Abraham looked up, and there he saw a ram caught by its horns in a thicket. So he went and took the ram and offered it as a sacrifice instead of his son. Genesis 22 v13
The story of Abraham’s willingness to kill and burn his son Isaac as a sacrifice to his god, and his coming to understand that that kind of religion could and should be left behind is illuminating. Child sacrifice was common in early religion; its abandonment marked a crucial turning point, though one whose full significance took a very long time to be grasped. A god who demands child sacrifices is clearly a rapacious, jealous god who needs to be placated by extreme tributes from his subjects – rather like ancient near eastern emperors. Such a god, and such an emperor, is using his subjects purely for his own ends; their interests matter only insofar as surrendering them demonstrates their abject devotion. The god who provides an alternative sacrifice, a ram stuck in a thicket, is quite different; he is on Abraham’s side, and he identifies himself with what Abraham understands as his own long-term best interests. Of course this was an idea which in time was to be further developed, and the prophetic rejection of animal sacrifices and Jesus’s later characterisation of God as ‘our father’ were important steps in that development. If we accept the idea that our religious concepts develop, and go on to grasp the implications of those developments, we will understand that we should not try to revive religious practices that have had their day.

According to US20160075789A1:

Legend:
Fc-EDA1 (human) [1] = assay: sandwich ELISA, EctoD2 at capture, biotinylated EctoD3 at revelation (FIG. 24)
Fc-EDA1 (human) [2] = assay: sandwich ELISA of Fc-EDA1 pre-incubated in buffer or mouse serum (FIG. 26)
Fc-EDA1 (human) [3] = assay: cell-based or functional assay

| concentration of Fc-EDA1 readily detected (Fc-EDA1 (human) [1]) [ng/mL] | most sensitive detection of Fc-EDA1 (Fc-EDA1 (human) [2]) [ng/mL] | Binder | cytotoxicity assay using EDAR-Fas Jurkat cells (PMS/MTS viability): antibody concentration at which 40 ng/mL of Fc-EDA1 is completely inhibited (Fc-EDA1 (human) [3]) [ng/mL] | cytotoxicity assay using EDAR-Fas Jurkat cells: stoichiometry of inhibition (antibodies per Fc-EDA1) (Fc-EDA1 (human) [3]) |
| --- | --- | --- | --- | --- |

This is just one example of the general truth that we should not try to go back to what we have left behind; what is over is over. We don’t always find this truth congenial. There can be something comforting about going back to something we have known, whether it’s a place, a relationship, a job or a religious ritual. Often it is other people who can see more clearly than we can that going back is a mistake – that our past has to be left behind and our future embraced. We may have fears about what the future may hold for us but it is only in the future that we may live. We have to be bold because, in truth, there is no satisfactory alternative. And what fortifies us to move forward into the unknown future is faith – and faith not necessarily expressed in terms of religion. That is what the Abraham story is about: he leaves behind not only the old ritual of child sacrifice but also his old home in
, and boldly goes off in search of a new future. Ur
Perhaps more than most people, religious folk have a problem with boldly going off into the future; they – we – have a marked propensity to stick with the known and even to go back to practices and ideas that have already been abandoned. Sometimes it is the worldly interests of the religious institutions that motivate this, but just as often it is a spiritual trepidation. In many social and intellectual debates, the western church has repeatedly put itself on the wrong side – that is to say, the backward-looking side, the side without a future. It resisted the rise of science, and nearly executed Galileo; it resisted the rise of democracy, and gave succour to fascists; it delayed the progress of scientific medicine and struggled with Darwinian evolution. You might almost think that the church’s resistance to something is a guarantee that it is the way of the future! This of course is not to say that every new development is positive and to be welcomed, but it is most certainly to say that the way to ameliorate new developments is rarely to offer die-in-the-ditch resistance; the future has to be embraced, understood and shaped, not resisted. Abraham did not abandon sacrifice altogether; the time was ripe only for the abandonment of human sacrifice.